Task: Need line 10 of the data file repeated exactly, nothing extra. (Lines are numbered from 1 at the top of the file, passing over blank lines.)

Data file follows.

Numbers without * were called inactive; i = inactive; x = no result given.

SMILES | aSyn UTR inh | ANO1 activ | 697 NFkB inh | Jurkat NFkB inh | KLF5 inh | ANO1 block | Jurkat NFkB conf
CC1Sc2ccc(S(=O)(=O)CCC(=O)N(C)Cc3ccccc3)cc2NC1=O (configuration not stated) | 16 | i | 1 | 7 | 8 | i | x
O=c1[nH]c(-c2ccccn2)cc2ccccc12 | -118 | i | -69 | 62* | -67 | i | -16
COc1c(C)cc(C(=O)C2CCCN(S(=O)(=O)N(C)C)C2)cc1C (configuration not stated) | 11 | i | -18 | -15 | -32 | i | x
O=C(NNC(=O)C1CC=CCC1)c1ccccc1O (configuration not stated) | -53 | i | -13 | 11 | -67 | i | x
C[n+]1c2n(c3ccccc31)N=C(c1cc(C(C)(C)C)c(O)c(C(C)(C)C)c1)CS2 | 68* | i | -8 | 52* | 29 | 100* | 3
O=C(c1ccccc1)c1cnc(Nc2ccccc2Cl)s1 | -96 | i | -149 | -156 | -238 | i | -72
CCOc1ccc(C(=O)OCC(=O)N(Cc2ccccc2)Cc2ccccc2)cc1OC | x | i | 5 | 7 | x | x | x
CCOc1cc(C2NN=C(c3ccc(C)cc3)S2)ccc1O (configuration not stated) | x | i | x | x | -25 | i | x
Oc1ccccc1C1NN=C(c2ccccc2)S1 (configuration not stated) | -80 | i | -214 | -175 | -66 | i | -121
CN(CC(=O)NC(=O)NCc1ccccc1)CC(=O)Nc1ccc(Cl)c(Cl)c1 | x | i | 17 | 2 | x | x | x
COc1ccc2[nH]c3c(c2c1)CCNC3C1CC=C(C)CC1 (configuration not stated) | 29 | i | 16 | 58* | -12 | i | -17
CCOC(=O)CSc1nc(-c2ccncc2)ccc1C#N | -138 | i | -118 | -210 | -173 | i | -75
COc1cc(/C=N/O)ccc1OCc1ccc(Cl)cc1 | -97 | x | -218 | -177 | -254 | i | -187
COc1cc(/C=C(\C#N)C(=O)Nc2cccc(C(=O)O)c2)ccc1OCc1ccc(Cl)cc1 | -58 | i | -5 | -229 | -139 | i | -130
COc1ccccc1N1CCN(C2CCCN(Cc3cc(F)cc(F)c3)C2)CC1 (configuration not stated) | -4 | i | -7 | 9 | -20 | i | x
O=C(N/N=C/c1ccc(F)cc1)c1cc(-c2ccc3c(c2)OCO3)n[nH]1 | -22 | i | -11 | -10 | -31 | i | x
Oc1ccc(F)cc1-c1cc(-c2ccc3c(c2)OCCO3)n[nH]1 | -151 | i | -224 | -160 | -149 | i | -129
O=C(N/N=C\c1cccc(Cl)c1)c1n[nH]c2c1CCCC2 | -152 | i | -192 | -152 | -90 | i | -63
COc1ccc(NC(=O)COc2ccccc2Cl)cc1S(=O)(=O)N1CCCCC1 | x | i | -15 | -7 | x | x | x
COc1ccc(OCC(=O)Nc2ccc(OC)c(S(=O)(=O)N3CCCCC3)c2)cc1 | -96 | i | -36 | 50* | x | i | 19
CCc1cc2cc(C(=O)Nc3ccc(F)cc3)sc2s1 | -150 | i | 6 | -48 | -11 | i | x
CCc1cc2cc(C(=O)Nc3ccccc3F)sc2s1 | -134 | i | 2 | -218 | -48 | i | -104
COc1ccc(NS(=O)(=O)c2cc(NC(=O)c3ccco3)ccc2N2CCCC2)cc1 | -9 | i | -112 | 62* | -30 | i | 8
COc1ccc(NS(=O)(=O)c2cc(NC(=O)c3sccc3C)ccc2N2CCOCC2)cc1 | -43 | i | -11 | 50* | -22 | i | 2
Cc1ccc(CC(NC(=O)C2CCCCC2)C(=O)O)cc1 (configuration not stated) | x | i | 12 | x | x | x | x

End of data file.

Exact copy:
CCOc1cc(C2NN=C(c3ccc(C)cc3)S2)ccc1O (configuration not stated) | x | i | x | x | -25 | i | x